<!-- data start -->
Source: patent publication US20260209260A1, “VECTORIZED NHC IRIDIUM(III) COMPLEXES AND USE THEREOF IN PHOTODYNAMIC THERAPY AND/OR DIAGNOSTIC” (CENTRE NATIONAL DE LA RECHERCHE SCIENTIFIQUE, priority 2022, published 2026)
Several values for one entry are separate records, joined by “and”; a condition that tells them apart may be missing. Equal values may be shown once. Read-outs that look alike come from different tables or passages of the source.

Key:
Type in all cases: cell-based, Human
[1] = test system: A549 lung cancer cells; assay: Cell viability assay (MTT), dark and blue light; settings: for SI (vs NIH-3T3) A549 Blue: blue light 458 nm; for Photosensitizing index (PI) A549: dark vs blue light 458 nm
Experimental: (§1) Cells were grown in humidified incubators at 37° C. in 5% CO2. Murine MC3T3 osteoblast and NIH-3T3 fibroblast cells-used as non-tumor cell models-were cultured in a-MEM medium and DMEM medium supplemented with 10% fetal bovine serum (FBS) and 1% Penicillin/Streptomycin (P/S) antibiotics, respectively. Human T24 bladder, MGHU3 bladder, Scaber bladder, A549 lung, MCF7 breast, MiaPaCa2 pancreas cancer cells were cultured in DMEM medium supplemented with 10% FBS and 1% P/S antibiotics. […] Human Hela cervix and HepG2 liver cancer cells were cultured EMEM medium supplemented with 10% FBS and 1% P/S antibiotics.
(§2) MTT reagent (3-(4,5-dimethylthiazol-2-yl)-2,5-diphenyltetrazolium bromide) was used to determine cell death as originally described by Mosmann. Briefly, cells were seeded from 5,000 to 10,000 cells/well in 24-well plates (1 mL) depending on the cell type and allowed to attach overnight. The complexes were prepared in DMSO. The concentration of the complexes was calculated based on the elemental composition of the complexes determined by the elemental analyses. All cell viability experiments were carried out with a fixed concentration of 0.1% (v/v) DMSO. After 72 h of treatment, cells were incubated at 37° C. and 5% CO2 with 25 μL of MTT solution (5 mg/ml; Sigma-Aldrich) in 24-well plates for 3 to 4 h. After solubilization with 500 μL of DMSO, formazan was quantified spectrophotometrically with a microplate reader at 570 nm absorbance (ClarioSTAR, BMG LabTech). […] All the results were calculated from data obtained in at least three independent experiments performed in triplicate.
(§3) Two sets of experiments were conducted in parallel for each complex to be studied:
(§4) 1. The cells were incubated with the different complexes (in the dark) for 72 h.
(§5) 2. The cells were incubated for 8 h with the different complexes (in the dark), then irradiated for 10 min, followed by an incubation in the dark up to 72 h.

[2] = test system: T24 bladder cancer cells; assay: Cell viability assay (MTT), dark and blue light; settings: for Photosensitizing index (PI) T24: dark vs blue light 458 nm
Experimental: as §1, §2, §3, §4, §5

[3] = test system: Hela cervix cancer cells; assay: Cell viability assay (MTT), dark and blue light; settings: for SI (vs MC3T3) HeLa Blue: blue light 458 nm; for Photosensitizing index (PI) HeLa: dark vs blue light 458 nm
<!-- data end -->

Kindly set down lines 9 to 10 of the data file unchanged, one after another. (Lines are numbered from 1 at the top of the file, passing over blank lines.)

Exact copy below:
(§4) 1. The cells were incubated with the different complexes (in the dark) for 72 h.
(§5) 2. The cells were incubated for 8 h with the different complexes (in the dark), then irradiated for 10 min, followed by an incubation in the dark up to 72 h.